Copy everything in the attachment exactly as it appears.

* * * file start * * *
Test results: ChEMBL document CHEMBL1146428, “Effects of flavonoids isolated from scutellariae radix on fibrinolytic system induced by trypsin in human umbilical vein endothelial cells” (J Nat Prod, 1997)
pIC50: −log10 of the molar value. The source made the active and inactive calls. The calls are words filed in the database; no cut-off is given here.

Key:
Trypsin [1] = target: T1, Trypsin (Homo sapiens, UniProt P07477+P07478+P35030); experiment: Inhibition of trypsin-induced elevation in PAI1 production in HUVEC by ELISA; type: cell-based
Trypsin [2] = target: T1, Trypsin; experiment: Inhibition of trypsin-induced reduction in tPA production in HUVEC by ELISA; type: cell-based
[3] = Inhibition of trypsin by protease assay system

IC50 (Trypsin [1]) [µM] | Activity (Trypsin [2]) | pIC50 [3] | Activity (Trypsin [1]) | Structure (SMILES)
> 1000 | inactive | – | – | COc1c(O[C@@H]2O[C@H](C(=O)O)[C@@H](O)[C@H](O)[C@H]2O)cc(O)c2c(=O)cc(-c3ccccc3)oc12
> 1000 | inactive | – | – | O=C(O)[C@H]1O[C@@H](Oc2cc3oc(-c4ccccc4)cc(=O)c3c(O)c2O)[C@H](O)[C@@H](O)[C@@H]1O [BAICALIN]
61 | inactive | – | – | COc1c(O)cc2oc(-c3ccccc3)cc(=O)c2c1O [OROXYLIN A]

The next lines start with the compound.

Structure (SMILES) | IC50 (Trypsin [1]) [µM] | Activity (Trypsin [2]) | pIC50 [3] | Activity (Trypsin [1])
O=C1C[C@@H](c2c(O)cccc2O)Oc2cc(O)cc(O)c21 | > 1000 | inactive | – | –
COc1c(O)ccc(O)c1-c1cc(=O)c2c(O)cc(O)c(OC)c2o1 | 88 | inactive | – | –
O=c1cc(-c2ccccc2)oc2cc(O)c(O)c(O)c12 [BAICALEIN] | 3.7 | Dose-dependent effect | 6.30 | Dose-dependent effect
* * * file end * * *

Test results: ChEMBL document CHEMBL1146428, “Effects of flavonoids isolated from scutellariae radix on fibrinolytic system induced by trypsin in human umbilical vein endothelial cells” (J Nat Prod, 1997)
pIC50: −log10 of the molar value. The source made the active and inactive calls. The calls are words filed in the database; no cut-off is given here.

Key:
Trypsin [1] = target: T1, Trypsin (Homo sapiens, UniProt P07477+P07478+P35030); experiment: Inhibition of trypsin-induced elevation in PAI1 production in HUVEC by ELISA; type: cell-based
Trypsin [2] = target: T1, Trypsin; experiment: Inhibition of trypsin-induced reduction in tPA production in HUVEC by ELISA; type: cell-based
[3] = Inhibition of trypsin by protease assay system

IC50 (Trypsin [1]) [µM] | Activity (Trypsin [2]) | pIC50 [3] | Activity (Trypsin [1]) | Structure (SMILES)
> 1000 | inactive | – | – | COc1c(O[C@@H]2O[C@H](C(=O)O)[C@@H](O)[C@H](O)[C@H]2O)cc(O)c2c(=O)cc(-c3ccccc3)oc12
> 1000 | inactive | – | – | O=C(O)[C@H]1O[C@@H](Oc2cc3oc(-c4ccccc4)cc(=O)c3c(O)c2O)[C@H](O)[C@@H](O)[C@@H]1O [BAICALIN]
61 | inactive | – | – | COc1c(O)cc2oc(-c3ccccc3)cc(=O)c2c1O [OROXYLIN A]

The next lines start with the compound.

Structure (SMILES) | IC50 (Trypsin [1]) [µM] | Activity (Trypsin [2]) | pIC50 [3] | Activity (Trypsin [1])
O=C1C[C@@H](c2c(O)cccc2O)Oc2cc(O)cc(O)c21 | > 1000 | inactive | – | –
COc1c(O)ccc(O)c1-c1cc(=O)c2c(O)cc(O)c(OC)c2o1 | 88 | inactive | – | –
O=c1cc(-c2ccccc2)oc2cc(O)c(O)c(O)c12 [BAICALEIN] | 3.7 | Dose-dependent effect | 6.30 | Dose-dependent effect